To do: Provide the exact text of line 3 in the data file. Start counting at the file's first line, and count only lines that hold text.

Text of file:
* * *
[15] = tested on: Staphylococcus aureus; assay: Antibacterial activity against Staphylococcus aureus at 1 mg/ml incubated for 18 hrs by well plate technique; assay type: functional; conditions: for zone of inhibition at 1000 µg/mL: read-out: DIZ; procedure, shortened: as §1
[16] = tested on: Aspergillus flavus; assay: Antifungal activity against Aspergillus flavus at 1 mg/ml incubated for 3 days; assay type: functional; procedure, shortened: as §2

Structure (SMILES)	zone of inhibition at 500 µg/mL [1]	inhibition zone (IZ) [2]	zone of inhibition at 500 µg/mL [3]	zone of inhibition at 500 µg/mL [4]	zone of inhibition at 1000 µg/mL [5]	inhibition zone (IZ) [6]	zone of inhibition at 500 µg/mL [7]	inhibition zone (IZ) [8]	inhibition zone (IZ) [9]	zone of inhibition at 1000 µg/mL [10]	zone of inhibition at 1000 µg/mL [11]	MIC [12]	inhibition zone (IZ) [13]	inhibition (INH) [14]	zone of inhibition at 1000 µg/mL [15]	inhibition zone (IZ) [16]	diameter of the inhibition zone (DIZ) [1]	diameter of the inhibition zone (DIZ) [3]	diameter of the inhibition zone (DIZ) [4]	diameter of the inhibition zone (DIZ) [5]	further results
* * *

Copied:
Structure (SMILES)	zone of inhibition at 500 µg/mL [1]	inhibition zone (IZ) [2]	zone of inhibition at 500 µg/mL [3]	zone of inhibition at 500 µg/mL [4]	zone of inhibition at 1000 µg/mL [5]	inhibition zone (IZ) [6]	zone of inhibition at 500 µg/mL [7]	inhibition zone (IZ) [8]	inhibition zone (IZ) [9]	zone of inhibition at 1000 µg/mL [10]	zone of inhibition at 1000 µg/mL [11]	MIC [12]	inhibition zone (IZ) [13]	inhibition (INH) [14]	zone of inhibition at 1000 µg/mL [15]	inhibition zone (IZ) [16]	diameter of the inhibition zone (DIZ) [1]	diameter of the inhibition zone (DIZ) [3]	diameter of the inhibition zone (DIZ) [4]	diameter of the inhibition zone (DIZ) [5]	further results